India is home to 243 million adolescents. Two million of them belong to Scheduled Tribes living in underserved, rural areas. Few studies have examined the health of tribal adolescents. We conducted a cross-sectional survey to assess the health, nutrition and wellbeing of adolescent girls in rural Jharkhand, eastern India, a state where 26% of the population is from Scheduled Tribes. We aimed to identify priorities for community interventions to serve adolescents and their families. Between June 2016 and January 2017, interviewers (...) visited all households in 50 purposively sampled villages of West Singhbhum district, Jharkhand. They aimed to interview all girls aged 10–19. Interviewers conducted face-to-face interviews with girls to administer a survey about physical and mental health, disability, nutrition, sexual and reproductive health, gender norms, decision-making, education and violence. Interviewers also measured girls’ height, weight, and Mid-Upper Arm Circumference. Interviewers collected data from 3324 of an estimated 4068 girls residing in the study area. Their mean age was 14.3. 82% were from Scheduled Tribes. 89% of younger girls aged 10–14 and 46% of older girls aged 15–19 were in school or college. Girls dropped out of school because they were required for household work or work on the family farm or business. Over a third reported symptoms of anaemia in the past month, but less than a fifth had a blood test. The prevalence of thinness was 14% for younger girls and 6% for older girls. 45% of girls were stunted. 40% reported emotional violence in the past year, 14% physical violence, and 0.7% sexual violence. 12% had problems associated with depression or anxiety. 30% aged 15–19 had heard of contraception. Among married girls and their husbands, only 10% had ever used methods to prevent or delay pregnancy. Our study identified several priorities to improve adolescent girls’ health, nutrition and wellbeing in largely tribal areas of Jharkhand: reducing violence, early marriage and undernutrition, as well as improving mental health, knowledge about contraception and school retention. (shrink)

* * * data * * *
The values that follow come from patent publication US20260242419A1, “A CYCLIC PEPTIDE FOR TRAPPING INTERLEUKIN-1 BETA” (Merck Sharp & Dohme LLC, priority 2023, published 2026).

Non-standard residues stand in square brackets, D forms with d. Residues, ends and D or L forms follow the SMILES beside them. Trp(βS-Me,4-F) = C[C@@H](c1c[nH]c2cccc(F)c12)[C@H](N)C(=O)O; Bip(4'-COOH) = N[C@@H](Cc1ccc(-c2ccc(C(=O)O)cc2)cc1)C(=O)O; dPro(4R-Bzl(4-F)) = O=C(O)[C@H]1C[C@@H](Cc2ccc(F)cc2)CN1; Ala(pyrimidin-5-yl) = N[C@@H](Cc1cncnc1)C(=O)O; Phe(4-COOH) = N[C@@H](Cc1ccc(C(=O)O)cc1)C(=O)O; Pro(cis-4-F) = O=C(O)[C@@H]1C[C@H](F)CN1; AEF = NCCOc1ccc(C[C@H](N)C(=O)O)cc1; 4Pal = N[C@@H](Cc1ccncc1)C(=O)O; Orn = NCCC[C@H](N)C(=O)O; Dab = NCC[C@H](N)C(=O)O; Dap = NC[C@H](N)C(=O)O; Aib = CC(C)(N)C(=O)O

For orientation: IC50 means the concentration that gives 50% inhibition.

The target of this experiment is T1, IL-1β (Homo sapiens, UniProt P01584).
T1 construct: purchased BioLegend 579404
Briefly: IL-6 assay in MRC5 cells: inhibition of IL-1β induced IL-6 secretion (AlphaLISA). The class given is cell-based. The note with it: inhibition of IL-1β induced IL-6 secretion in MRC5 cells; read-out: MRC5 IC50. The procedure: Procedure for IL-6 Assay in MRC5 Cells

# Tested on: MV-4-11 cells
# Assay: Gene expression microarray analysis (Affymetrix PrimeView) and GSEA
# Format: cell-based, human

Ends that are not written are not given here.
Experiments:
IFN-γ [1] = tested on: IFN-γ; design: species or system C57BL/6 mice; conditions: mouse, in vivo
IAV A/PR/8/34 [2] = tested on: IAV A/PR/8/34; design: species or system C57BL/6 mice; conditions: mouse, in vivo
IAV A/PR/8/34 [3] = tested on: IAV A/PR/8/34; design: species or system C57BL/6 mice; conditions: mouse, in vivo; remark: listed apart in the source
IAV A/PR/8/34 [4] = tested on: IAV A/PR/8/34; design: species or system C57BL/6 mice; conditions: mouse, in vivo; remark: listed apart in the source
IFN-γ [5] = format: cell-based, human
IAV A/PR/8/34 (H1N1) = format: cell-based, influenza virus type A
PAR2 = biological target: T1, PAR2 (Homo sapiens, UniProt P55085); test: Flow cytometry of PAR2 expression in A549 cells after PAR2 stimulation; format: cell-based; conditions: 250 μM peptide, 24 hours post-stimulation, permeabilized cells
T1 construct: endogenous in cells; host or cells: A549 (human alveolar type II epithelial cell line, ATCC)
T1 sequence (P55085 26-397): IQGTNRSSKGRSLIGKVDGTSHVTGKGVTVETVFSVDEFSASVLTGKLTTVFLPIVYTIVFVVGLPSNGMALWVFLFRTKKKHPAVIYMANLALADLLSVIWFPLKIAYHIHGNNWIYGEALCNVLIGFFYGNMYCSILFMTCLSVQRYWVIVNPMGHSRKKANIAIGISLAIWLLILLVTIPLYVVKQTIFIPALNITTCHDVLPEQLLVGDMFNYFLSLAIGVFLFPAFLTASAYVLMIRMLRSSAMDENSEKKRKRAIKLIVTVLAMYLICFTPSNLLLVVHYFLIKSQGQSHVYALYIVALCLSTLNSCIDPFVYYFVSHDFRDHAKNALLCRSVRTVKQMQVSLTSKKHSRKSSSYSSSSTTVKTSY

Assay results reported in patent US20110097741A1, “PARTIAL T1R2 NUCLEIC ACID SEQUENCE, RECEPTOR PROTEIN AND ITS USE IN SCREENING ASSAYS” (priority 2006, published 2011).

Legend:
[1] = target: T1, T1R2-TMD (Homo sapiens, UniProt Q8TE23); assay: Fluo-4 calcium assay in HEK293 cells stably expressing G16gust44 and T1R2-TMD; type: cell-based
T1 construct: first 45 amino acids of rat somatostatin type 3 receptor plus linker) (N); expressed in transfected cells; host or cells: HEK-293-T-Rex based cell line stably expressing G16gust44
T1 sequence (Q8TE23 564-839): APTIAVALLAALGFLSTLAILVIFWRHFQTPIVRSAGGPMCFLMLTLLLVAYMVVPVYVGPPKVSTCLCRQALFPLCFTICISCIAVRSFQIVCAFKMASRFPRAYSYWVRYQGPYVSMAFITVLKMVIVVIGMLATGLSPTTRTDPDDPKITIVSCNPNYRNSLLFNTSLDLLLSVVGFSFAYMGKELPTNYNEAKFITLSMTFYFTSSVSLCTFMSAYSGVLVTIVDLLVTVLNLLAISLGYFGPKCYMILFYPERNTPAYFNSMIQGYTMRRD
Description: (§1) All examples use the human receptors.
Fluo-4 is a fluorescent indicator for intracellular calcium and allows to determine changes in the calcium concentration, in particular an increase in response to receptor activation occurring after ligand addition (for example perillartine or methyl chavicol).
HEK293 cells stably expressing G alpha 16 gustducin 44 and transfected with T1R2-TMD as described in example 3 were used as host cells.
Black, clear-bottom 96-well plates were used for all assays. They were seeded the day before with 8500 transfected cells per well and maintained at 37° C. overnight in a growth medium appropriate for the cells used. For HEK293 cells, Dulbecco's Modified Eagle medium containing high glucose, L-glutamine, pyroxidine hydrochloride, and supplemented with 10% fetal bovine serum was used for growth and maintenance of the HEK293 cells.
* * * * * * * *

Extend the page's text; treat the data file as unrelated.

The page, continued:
According to accounts of the Passion, Christ cries out from the cross, “My God, my God, why have you forsaken me?” The cry, I argue, manifests that Christ lacks a belief that God is with him. Given the standard view of faith—belief that p is required for faith that p—it would follow that Christ lost his faith that God is with him just before he died. In this paper, I challenge the standard view by looking at the cognitive requirement of (...) faith. Although faith that p requires some positive cognitive orientation toward p, that orientation need not be belief. I show that reliance is an alternative stance that fulfills the cognitive requirement of faith. Reliance aims at providing sensible guidance for action that is in accord with one’s values/ends. Thinking of the cognitive component of Christ’s faith in terms of reliance makes sense of the doubt manifested in his cry. (shrink)